The Haunting “I Cannot Recall (Ballad of Manus Island)”

by Kevin Jon Heller

Not surprisingly given where I perch on the political spectrum, I love protest songs. One of my favourite jogging playlists is a disparate collection of classics — Buffalo Springfield’s “For What It’s Worth,” Barry McGuire’s “Eve of Destruction,” Country Joe and the Fish’s “I Feel Like I’m Fixin to Die Rag,” Paul Revere and the Raiders’ “Indian Reservation,” Phil Och’s “I Ain’t Marching Anymore” (the greatest anti-war song ever), and a bunch of others.

I’ve now added a new song to my playlist: Peter Joseph Head’s “I Cannot Recall (Ballad of Manus Island),” a very unusual jazz/spoken-word hybrid about Australia’s horrific detention centre in Papua New Guinea. Manus Island has been much in the news lately, because the refugees detained there have gone on a hunger strike — and tried to kill themselves by swallowing razor blades and laundry detergent — to protest their confinement and living conditions. Here is the YouTube video; the spoken words seem to be based on the transcript of a lawsuit involving the detention centre:

You can read about the Melbourne-based Head here, and you can find a higher-quality recording of the song here. I’ve embedded the YouTube video so readers can see images of Manus Island.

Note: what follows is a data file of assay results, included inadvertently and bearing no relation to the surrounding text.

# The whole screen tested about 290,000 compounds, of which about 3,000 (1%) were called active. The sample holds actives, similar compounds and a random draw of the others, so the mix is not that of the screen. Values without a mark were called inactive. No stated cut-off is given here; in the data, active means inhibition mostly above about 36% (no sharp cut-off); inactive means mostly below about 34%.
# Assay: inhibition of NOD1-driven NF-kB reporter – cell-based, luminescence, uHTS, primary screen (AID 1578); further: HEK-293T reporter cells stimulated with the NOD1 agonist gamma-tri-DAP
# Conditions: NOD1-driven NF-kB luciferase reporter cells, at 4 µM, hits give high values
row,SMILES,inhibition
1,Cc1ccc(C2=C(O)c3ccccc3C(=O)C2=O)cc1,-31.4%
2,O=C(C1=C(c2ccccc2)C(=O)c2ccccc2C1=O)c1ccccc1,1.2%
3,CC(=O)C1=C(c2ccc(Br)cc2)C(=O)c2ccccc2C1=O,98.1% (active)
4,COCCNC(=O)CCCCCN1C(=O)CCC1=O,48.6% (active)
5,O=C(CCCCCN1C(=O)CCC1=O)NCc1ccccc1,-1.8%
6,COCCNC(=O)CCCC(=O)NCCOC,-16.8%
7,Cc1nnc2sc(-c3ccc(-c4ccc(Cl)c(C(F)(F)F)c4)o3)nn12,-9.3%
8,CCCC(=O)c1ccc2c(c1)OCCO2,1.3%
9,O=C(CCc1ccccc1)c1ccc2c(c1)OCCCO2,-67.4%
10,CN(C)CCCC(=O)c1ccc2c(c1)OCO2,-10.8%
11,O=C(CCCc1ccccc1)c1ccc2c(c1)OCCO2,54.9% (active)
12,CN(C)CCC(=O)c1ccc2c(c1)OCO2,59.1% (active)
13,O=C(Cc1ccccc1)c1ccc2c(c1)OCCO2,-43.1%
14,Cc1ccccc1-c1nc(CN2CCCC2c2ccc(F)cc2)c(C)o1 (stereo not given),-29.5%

Listen. Read. Learn.

Protest.

H/T: Bianca Dillon.

http://opiniojuris.org/2015/01/22/haunting-cannot-recall-ballad-manus-island/

2 Responses

  1. Thank you.

    One of my former teachers, Richard (‘Dick’) Flacks, who was among the founders of the Students for a Democratic Society (SDS) and is now professor emeritus (sociology), is an authority on protest music (especially its folk variant). Flacks co-authored, with Rob Rosenthal, Playing for Change: Music and Musicians in the Service of Social Movements (Paradigm Publishers, 2012), should anyone be interested.

  2. Thank you.

    Richard (Dick) Flacks, one of my former teachers, among the founders of the Students for a Democratic Society (SDS), lifelong Left activist, and now professor emeritus (sociology), has co-authored, with Rob Rosenthal (one of Dick’s former students and also a professor of sociology, at Wesleyan University), a book that may interest some of you: Playing for Change: Music and Musicians in the Service of Social Movements (Paradigm Publishers, 2012). Dick, by my lights (and ears!), is an authority on protest music (especially of the folk kind). Coincidentally, the latest issue of the venerable (for some of us at least) Socialist Review is dedicated to the life and music of Pete Seeger: January 2015 (Volume 66, Number 8). See here: http://monthlyreview.org/

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